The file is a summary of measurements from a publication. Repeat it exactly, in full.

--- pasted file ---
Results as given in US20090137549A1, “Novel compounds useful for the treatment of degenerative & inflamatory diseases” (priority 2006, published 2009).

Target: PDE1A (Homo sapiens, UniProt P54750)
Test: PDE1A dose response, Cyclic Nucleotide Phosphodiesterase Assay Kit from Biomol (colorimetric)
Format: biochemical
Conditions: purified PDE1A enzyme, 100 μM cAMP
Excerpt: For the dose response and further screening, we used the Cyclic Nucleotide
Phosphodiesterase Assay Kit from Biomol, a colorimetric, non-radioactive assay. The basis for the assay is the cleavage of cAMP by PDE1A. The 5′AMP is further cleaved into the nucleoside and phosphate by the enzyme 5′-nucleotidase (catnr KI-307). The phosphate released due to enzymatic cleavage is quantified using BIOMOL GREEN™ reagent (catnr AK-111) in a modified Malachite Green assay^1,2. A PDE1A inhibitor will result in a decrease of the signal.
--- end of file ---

Results as given in US20090137549A1, “Novel compounds useful for the treatment of degenerative & inflamatory diseases” (priority 2006, published 2009).

Target: PDE1A (Homo sapiens, UniProt P54750)
Test: PDE1A dose response, Cyclic Nucleotide Phosphodiesterase Assay Kit from Biomol (colorimetric)
Format: biochemical
Conditions: purified PDE1A enzyme, 100 μM cAMP
Excerpt: For the dose response and further screening, we used the Cyclic Nucleotide
Phosphodiesterase Assay Kit from Biomol, a colorimetric, non-radioactive assay. The basis for the assay is the cleavage of cAMP by PDE1A. The 5′AMP is further cleaved into the nucleoside and phosphate by the enzyme 5′-nucleotidase (catnr KI-307). The phosphate released due to enzymatic cleavage is quantified using BIOMOL GREEN™ reagent (catnr AK-111) in a modified Malachite Green assay^1,2. A PDE1A inhibitor will result in a decrease of the signal.